Schwab Foundation Learning Center coming to GCU
By Rick Vacek
GCU News Bureau
Being one step ahead is so important in managing your money.
It’s even more critical when learning how to properly manage someone else’s hard-earned nest egg.
It will create a home for finance classes and finance clubs, provide a destination for guest speakers on investing and financial literacy, and help address the critical need for more certified financial planners (CFPs).
It also will be the site of students’ preparation for the Security Industry Essentials (SIE) exam, a relatively new requirement for financial services professionals that has been part of the CCOB curriculum for two years.
Isabella Carrilho, who graduated with her business administration degree from GCU in April 2020 and now is an Associate Financial Services Professional for Schwab, already has seen what having the SIE in your back pocket can do for your front-and-center credentials.
Thanks to the instruction she received in a CCOB class taught by Mark Jacobson with guest appearances by Schwab representatives, she passed the exam the day before she started her job. Other members of her training class are just starting to study for the exam.
“And we’ve been at Schwab for seven months,” she said. “I’m already fully licensed. It put me at an advantage because I was pushed through my second licensing faster.”
One step ahead.
Kyle Crews is a senior at GCU, on track to graduate in April. He doesn’t know where he’ll be working after he receives his diploma, but he does know one thing: He already has passed the SIE – he did so in December.
He, too, took the SIE class. He, too, benefited.
“He (Jacobson) did a great job of taking what we were learning in the class and the textbook and applying it to what we would see on the Security Industry Essentials exam,” Crews said.
Like Carrilho, he has met with Jacobson numerous times to obtain contact lists and references. Back in high school, Crews thought he wanted to become an athletic trainer, but now he’s excited about becoming a financial advisor, just like his father. And he knows where he got a leg up.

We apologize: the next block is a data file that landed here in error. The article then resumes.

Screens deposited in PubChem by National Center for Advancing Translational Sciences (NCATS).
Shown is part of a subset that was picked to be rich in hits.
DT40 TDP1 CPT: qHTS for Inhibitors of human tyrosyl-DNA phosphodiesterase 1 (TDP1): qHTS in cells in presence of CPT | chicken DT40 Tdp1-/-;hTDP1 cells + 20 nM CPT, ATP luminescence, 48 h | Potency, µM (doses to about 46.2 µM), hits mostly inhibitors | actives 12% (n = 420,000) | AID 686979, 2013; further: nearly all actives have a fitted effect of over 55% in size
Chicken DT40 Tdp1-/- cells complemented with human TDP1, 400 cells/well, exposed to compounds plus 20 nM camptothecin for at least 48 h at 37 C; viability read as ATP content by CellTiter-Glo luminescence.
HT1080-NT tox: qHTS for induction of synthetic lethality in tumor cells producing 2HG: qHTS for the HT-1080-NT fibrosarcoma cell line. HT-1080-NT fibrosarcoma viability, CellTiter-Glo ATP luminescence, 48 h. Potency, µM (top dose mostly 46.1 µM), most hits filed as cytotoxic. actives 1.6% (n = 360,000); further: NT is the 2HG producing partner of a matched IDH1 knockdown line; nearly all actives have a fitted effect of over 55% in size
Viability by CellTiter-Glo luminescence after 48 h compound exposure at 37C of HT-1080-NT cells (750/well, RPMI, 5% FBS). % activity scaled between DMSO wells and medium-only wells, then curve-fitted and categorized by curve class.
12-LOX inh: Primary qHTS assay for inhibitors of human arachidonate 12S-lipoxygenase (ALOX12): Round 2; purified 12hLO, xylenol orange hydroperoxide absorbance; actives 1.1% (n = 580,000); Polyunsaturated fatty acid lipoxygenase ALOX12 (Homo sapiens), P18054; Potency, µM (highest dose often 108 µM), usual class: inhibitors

“Everyone in the Finance Department and in the College of Business in general really pushes for students to be proactive and take advantage and connections they have now for internships or jobs moving forward,” he said.
One step ahead.
“We have partnered with Charles Schwab for nearly four years. This Charles Schwab Foundation gift is a validation of the work Mark Jacobson has done, and, in turn, our amazing students have taken advantage of the access and opportunity Charles Schwab has provided,” CCOB Dean Dr. Randy Gibb said, adding that the center will be made available to employees and the community as well.
“Financial literacy is crucial to learn at all ages and to help in the responsible management to impact a family’s generations.”
Jacobson is determined to fill that need. He was in the financial services industry for 35 years before he came to GCU in 2015. He knew that the industry needed to rebound with new approaches and new blood after the financial crisis of 2008, and he also knew that the transfusion would come from college graduates properly trained and inspired.
“I recognized that higher ed needed to evolve in a partnership with industry. It can’t be siloed,” he said.
Jacobson sees an important quality in his students: a focus on helping people, not just making money.
“The typical GCU student, it’s all about giving back and making a difference in the world,” he said. “I keep talking about that in my classes: ‘You guys, what a great gift, to teach personal finance to somebody and help them get out from underneath a pile of debt, no savings for retirement, or whatever the financial issue is.’”
Said Gibb, “Our students have a heart to serve, so it only makes sense to give them this opportunity to help others with financial planning.”
Soon after his arrival on campus, Jacobson started building a network of local industry experts. When the SIE was instituted in October 2018 as a requirement for qualifying as a representative, he implemented a pilot program to prepare students for the pass-fail exam and made it part of his degree path.
He estimates that 200 students have taken the class. CCOB was one of the first college business programs to pivot and align with an industry partner regarding the SIE.